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How a local data guru built a network of 5,000 data scientists

Meet Patrick Callahan, the guy who could be key to galvanizing open data in Delaware.

A photo from the launch of the London data meetup that Patrick Callahan organized in 2012. (Courtesy photo)

When Patrick Callahan moved himself and his family to San Francisco in 2011, he didn’t really have a plan. Or a job. Just a passion for data.
Callahan is back in Wilmington now, and you should know about him: He’s a Delawarean with great potential to lead the First State’s charge in advocating for and analyzing open data.

Patrick Callahan.

Patrick Callahan. (Courtesy photo)

Before San Francisco, Callahan studied business and economics at Drexel and later went to law school at Widener. He worked in the tech and data field throughout the ‘90s and, in 2003, was a cofounder of interactive marketing firm The Archer Group, where he served for seven years as chief operations officer.
But his curiosity for doing something new and exciting led him to California. Social data, he said, is powerful: It can, for example, detect when floods will happen in Jakarta, and can tip off Homeland Security for first-responder situations. He’s had a nagging hunch, too, that the cure for cancer is hidden somewhere in data.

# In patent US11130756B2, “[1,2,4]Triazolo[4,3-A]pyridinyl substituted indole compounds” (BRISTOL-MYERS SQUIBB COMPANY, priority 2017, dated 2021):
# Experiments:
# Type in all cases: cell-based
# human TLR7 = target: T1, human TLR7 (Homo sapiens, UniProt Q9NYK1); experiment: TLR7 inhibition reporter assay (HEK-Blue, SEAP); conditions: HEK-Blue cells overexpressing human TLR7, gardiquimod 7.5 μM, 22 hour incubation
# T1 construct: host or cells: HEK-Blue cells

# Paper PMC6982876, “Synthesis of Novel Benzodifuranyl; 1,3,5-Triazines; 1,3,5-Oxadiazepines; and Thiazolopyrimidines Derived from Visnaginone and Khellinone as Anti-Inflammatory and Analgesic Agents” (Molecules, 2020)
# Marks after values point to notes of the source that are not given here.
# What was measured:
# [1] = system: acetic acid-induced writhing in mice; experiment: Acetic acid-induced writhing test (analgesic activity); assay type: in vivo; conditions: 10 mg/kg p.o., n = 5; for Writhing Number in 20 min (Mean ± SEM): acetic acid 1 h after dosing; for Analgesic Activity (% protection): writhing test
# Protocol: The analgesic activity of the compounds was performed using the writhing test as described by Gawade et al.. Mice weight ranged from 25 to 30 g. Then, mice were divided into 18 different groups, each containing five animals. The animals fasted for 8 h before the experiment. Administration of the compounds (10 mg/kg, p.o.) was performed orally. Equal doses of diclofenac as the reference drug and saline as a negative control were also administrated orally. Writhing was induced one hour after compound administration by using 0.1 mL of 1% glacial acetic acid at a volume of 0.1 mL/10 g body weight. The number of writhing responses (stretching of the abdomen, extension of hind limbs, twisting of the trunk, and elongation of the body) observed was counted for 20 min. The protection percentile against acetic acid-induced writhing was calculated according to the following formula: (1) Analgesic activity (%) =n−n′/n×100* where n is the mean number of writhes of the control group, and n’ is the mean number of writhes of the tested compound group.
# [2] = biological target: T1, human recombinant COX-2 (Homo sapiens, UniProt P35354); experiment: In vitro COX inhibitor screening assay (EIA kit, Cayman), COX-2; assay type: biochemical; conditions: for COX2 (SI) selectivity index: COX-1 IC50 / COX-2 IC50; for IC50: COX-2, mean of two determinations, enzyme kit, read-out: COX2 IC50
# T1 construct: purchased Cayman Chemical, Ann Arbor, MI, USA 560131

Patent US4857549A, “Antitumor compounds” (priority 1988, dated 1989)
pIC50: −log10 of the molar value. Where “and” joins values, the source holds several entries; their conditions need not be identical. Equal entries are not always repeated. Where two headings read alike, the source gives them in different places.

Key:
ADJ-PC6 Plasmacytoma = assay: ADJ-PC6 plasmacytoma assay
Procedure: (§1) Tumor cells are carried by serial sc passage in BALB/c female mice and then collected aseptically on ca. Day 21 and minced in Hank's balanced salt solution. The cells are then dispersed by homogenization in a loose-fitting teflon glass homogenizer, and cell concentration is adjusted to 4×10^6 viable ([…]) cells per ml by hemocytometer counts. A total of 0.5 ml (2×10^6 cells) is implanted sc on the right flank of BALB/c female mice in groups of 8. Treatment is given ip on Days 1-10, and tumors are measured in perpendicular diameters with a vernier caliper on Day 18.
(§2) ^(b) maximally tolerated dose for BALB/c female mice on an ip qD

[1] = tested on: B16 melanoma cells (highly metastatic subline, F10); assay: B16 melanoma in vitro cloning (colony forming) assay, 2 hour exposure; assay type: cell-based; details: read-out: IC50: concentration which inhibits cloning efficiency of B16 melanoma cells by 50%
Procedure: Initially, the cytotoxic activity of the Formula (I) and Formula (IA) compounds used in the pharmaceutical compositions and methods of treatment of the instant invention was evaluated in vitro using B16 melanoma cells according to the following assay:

Still without much of a plan, Callahan noticed there weren’t any Meetup groups for data enthusiasts in the Bay Area, so he created an event. “In the first three hours, 150 people had signed up,” he said, adding that the top scientists in the valley RSVPed. Soon Callahan found himself throwing a party for 500 data scientists and enthusiasts.
It was such a hit that then-social media API aggregation company Gnip paid him to continue the meetings. Six months later, Twitter bought Gnip and asked Callahan to organize a data meetup in London. He did — and it grew to more than 1,000 members.
Most recently, he launched soirees in Berlin and Paris, also sponsored by Twitter, and has managed meetups in New York, Washington, D.C., and Boston.
Meanwhile, in San Francisco, Callahan started his own social data analytics company, CompassRed. And he also had a geographical revelation: California is the place where ideas are percolated, the East Coast is where those ideas are applied and London is where theories on data are studied. San Francisco was too expensive, and he already came up with his new ideas, so Callahan returned to Delaware about a year ago.
“There’s no better place to have a business,” he said, noting Wilmington’s proximity to New York and D.C.
Now, as he’s grown his company to five people — and his network of data scientists to 5,000 — he believes open data would be a boon for improving life in Delaware. He’s hopeful Gov. Jack Markell’s new executive order could begin opening doors to more accessibility.
“This opportunity is right in front of us — people want to (analyze Delaware data) for free,” he said. “Instead there are guys here doing analyses in Boca Raton because there’s nothing here.”
He believes that a key to establishing an analysis of open data in Delaware involves finding funds from an independent organization, like the Knight Foundation, to support the research.
It’s all a matter of changing mindsets, he said. “This could be one of our crowning jewels.” He’s not alone in thinking that.

Companies: CompassRed / Archer Group

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